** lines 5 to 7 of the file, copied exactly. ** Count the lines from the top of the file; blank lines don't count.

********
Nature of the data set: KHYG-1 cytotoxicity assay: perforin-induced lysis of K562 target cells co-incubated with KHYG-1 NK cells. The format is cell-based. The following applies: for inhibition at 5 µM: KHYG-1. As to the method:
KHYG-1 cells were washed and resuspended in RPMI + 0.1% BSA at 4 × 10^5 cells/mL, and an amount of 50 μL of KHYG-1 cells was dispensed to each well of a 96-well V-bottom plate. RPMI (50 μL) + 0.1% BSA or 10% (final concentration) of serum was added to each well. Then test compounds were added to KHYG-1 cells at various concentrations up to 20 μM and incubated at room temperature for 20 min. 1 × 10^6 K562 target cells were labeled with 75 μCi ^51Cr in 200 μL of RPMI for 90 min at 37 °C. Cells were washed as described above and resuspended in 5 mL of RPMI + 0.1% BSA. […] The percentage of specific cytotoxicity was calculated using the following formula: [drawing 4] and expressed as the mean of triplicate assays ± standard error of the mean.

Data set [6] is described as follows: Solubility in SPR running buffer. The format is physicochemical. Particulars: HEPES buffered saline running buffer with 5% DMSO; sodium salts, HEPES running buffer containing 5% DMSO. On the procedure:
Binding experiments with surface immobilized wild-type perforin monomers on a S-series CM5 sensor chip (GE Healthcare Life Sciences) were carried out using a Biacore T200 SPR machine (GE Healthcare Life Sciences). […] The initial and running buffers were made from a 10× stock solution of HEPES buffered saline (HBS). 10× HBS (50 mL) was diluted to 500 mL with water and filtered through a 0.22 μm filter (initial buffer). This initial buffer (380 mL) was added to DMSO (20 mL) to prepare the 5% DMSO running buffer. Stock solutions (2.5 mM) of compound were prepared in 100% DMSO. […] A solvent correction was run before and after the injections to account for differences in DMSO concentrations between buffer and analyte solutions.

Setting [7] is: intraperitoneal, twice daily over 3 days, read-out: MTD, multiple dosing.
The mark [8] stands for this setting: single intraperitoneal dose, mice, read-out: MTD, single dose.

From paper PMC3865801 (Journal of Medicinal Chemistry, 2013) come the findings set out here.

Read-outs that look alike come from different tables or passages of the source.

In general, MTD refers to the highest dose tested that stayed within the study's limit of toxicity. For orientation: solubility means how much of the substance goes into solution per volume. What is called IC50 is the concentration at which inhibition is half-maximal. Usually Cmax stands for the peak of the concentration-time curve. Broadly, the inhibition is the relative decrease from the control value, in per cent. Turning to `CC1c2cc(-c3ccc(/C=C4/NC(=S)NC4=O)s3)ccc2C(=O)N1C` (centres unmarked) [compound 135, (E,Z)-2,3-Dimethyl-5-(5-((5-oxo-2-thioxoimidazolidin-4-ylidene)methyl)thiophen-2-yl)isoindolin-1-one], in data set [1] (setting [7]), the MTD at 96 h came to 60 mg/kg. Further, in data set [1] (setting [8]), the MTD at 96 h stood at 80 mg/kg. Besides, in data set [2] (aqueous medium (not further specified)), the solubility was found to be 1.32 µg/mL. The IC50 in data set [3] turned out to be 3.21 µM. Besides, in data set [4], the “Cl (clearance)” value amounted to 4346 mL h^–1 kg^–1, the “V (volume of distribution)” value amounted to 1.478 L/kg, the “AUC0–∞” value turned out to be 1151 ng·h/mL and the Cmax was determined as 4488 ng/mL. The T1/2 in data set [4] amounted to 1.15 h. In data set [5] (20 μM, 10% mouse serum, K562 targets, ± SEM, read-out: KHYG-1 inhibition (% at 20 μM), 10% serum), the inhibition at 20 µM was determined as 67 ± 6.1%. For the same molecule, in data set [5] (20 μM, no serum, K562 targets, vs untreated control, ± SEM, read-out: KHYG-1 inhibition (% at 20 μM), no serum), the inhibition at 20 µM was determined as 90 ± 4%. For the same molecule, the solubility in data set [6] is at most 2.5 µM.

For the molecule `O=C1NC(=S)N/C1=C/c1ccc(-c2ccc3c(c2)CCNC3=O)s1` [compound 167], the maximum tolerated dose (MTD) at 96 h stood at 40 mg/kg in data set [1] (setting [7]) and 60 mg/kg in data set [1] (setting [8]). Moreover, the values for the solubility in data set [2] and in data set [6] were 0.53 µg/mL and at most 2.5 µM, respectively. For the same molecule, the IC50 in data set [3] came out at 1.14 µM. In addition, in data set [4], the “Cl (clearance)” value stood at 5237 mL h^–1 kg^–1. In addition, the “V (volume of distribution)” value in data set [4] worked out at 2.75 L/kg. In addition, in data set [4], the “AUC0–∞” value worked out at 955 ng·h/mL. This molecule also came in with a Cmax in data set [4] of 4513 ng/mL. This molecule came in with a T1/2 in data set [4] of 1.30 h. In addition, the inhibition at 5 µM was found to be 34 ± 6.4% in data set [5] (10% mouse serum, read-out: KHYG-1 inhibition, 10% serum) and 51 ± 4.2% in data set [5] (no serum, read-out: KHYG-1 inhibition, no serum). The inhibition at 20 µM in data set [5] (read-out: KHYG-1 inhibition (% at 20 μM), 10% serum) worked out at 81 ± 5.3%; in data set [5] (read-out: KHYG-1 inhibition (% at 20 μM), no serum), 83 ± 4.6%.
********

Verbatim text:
Setting [7] is: intraperitoneal, twice daily over 3 days, read-out: MTD, multiple dosing.
The mark [8] stands for this setting: single intraperitoneal dose, mice, read-out: MTD, single dose.

From paper PMC3865801 (Journal of Medicinal Chemistry, 2013) come the findings set out here.